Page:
But, the findings of researchers from the University of Western Ontario and the Robarts Research Institute in London, Ontario seem to be quite different.
In their paper published in the April 28 edition of the Journal of the American Medical Association (JAMA), they reported that patients with diabetic nephropathy might suffer rapid deterioration of their kidneys, if they were treated by high doses of Vitamin-B. They also pointed out that diabetics in addition to kidney function loss were affected by higher rates of heart attack and stroke than those who took a placebo.
Diabetic nephropathy is kidney disease or damage that is caused by a complication of diabetes. It affects the network of tiny blood vessels in the glomerulus, a structure in the kidney made of capillary blood vessels to filter blood.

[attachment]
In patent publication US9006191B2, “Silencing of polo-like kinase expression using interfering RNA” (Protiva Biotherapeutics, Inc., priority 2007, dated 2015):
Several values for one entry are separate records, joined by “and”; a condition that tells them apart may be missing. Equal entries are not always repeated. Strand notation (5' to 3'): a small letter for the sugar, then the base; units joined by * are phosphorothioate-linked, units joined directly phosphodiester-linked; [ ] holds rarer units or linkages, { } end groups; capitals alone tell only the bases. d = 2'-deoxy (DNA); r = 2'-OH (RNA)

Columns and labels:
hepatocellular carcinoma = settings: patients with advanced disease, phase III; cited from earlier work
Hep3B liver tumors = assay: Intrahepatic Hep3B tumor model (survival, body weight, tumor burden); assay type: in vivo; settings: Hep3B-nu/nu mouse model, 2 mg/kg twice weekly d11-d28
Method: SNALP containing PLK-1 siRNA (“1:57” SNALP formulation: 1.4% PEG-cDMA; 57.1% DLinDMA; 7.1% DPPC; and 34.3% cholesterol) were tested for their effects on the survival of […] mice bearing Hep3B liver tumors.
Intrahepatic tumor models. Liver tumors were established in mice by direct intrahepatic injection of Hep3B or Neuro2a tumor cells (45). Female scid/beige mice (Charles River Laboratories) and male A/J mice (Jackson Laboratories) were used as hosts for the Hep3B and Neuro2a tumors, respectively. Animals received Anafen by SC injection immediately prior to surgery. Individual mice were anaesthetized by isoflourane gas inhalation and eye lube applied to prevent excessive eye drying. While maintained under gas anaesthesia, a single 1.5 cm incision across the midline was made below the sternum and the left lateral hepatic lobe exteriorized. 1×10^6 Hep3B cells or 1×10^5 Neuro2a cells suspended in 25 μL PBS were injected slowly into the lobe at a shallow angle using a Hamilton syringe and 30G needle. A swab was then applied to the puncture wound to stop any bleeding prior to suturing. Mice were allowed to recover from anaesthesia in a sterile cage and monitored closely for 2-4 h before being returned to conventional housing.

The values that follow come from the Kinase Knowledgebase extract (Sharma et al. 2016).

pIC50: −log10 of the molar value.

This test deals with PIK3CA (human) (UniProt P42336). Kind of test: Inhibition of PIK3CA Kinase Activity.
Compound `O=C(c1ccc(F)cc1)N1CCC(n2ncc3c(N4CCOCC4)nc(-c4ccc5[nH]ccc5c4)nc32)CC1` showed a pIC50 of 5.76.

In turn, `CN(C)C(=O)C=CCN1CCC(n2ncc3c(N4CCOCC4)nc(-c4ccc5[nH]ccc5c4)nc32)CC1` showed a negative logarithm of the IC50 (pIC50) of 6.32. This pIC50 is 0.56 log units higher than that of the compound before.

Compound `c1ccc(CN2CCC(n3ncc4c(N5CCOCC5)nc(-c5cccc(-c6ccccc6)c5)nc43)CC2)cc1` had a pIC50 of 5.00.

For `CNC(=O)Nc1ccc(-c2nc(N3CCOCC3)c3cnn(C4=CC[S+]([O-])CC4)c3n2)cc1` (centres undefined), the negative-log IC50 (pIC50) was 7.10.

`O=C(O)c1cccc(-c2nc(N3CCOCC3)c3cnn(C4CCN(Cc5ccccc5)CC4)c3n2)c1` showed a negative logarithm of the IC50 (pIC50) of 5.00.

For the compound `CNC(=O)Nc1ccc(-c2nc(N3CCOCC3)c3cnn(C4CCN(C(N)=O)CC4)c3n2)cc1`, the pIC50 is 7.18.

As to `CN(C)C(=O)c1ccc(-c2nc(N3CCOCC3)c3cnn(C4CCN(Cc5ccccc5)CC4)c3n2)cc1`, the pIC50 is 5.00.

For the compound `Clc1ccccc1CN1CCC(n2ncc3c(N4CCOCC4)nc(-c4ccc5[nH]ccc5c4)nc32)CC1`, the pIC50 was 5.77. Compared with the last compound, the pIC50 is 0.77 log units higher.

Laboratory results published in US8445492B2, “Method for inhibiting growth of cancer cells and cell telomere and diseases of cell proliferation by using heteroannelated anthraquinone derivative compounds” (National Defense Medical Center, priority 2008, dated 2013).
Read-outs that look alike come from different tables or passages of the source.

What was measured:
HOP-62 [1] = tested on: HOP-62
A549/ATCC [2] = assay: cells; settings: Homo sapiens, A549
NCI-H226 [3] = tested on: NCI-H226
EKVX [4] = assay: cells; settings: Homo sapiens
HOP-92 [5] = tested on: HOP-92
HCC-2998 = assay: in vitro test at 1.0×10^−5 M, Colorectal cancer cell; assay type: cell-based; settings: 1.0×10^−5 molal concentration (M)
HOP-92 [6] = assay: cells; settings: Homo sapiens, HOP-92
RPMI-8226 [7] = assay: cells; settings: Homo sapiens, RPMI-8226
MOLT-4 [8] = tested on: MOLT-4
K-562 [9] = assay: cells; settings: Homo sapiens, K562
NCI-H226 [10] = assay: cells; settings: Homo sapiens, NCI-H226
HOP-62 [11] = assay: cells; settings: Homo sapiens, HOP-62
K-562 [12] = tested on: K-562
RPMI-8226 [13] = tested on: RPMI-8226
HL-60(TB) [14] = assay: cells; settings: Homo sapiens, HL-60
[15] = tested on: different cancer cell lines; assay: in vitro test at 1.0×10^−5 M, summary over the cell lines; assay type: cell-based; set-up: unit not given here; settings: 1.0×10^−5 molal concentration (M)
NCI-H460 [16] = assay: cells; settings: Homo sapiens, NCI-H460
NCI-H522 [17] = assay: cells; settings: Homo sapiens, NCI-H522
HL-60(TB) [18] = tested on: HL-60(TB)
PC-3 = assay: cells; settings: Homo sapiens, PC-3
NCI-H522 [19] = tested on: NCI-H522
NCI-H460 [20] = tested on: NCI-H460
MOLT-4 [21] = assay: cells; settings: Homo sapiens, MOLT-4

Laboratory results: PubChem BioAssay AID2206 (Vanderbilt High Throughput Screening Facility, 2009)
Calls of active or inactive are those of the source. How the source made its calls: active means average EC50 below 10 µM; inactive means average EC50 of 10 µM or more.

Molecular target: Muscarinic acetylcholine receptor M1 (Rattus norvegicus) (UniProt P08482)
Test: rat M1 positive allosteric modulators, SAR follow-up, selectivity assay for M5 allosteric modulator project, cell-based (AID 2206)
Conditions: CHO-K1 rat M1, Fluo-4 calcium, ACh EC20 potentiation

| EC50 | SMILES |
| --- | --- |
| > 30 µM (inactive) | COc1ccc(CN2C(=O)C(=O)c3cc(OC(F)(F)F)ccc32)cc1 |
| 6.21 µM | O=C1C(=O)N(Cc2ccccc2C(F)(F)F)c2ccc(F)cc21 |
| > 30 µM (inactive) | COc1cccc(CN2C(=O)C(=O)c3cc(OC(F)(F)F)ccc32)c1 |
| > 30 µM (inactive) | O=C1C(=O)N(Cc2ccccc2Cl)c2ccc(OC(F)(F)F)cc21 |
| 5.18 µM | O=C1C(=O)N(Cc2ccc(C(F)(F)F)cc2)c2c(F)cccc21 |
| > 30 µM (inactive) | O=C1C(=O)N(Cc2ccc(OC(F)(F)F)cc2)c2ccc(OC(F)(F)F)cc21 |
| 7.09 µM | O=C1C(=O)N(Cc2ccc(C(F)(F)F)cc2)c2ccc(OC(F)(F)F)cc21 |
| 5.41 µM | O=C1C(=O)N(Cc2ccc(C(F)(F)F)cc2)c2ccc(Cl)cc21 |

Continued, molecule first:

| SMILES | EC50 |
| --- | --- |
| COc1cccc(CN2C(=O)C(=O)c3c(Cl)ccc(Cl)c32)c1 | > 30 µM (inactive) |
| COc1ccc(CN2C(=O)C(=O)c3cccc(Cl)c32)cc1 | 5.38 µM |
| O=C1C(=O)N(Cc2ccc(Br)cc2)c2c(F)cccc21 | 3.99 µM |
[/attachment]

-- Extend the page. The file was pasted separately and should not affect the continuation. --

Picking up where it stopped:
To see whether Vitamin-B therapy would slow down the progression of diabetic nephropathy and prevent vascular events, the researchers conducted a clinical research in 238 patients with Type-1 and Type-2 diabetes. The placebo-controlled trial was conducted at 5 university medical centers in Canada between May 2001 and July 2007.
Patients were divided into 2 groups: one group received single tablet of Vitamin-B with folic acid (2.5 mg/d), Vitamin B6 (25 mg/d) and Vitamin B12 (1 mg/d) while the other group were prescribed with matching placebo.
After following the patients for an average period of 31.9 months, researchers found that those with Vitamin-B therapy had a faster reduction rate of kidney function, as compared with those who were on placebo treatment. In addition, those patients with diabetic nephropathy additionally had a higher rate of heart attack and stroke than patients who received placebo.